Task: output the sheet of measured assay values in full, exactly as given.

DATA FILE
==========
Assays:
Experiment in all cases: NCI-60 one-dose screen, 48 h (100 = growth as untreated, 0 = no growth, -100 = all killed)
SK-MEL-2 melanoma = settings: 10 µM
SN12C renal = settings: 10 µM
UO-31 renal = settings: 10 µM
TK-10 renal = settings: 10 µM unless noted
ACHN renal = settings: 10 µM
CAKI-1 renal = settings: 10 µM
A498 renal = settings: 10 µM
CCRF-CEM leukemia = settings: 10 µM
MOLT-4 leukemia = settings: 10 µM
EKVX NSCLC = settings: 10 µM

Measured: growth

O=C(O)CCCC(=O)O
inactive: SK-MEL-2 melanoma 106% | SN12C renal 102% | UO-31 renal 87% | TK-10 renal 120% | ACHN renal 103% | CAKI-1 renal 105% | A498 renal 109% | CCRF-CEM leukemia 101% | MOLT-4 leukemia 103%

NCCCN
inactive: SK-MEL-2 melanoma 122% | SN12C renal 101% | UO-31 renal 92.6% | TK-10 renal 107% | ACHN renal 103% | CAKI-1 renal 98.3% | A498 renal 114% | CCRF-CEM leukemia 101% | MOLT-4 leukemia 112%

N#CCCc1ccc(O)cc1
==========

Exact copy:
Assays:
Experiment in all cases: NCI-60 one-dose screen, 48 h (100 = growth as untreated, 0 = no growth, -100 = all killed)
SK-MEL-2 melanoma = settings: 10 µM
SN12C renal = settings: 10 µM
UO-31 renal = settings: 10 µM
TK-10 renal = settings: 10 µM unless noted
ACHN renal = settings: 10 µM
CAKI-1 renal = settings: 10 µM
A498 renal = settings: 10 µM
CCRF-CEM leukemia = settings: 10 µM
MOLT-4 leukemia = settings: 10 µM
EKVX NSCLC = settings: 10 µM

Measured: growth

O=C(O)CCCC(=O)O
inactive: SK-MEL-2 melanoma 106% | SN12C renal 102% | UO-31 renal 87% | TK-10 renal 120% | ACHN renal 103% | CAKI-1 renal 105% | A498 renal 109% | CCRF-CEM leukemia 101% | MOLT-4 leukemia 103%

NCCCN
inactive: SK-MEL-2 melanoma 122% | SN12C renal 101% | UO-31 renal 92.6% | TK-10 renal 107% | ACHN renal 103% | CAKI-1 renal 98.3% | A498 renal 114% | CCRF-CEM leukemia 101% | MOLT-4 leukemia 112%

N#CCCc1ccc(O)cc1